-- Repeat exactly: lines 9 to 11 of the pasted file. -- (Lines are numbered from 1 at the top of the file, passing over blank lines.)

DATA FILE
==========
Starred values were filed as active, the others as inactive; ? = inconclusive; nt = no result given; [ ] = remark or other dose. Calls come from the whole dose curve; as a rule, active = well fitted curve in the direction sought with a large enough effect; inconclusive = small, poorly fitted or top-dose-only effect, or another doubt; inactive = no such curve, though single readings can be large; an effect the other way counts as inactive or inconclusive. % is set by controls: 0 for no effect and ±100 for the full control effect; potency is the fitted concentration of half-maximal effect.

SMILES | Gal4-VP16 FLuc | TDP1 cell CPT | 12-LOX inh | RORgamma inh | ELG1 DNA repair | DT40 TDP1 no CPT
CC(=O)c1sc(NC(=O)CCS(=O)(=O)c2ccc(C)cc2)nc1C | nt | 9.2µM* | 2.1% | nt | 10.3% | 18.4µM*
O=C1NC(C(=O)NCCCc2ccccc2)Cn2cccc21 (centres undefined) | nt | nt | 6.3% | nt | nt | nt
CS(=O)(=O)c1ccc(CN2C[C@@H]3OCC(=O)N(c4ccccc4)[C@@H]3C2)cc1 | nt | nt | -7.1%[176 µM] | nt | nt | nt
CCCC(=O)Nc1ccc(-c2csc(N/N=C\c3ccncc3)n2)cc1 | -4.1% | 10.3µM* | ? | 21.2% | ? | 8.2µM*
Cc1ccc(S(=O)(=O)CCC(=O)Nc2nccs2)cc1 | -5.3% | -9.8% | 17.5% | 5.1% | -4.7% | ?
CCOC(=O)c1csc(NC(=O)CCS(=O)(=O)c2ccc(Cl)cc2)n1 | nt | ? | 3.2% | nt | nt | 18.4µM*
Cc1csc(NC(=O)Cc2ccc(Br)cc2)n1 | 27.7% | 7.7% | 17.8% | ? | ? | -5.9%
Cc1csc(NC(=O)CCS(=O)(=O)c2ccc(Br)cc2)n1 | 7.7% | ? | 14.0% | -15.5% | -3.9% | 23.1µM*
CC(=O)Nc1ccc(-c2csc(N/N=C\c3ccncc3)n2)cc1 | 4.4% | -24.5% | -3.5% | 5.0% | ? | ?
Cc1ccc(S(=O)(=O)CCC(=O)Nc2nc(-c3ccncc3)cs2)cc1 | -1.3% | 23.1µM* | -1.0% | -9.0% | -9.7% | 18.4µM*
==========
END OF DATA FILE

Cc1csc(NC(=O)Cc2ccc(Br)cc2)n1 | 27.7% | 7.7% | 17.8% | ? | ? | -5.9%
Cc1csc(NC(=O)CCS(=O)(=O)c2ccc(Br)cc2)n1 | 7.7% | ? | 14.0% | -15.5% | -3.9% | 23.1µM*
CC(=O)Nc1ccc(-c2csc(N/N=C\c3ccncc3)n2)cc1 | 4.4% | -24.5% | -3.5% | 5.0% | ? | ?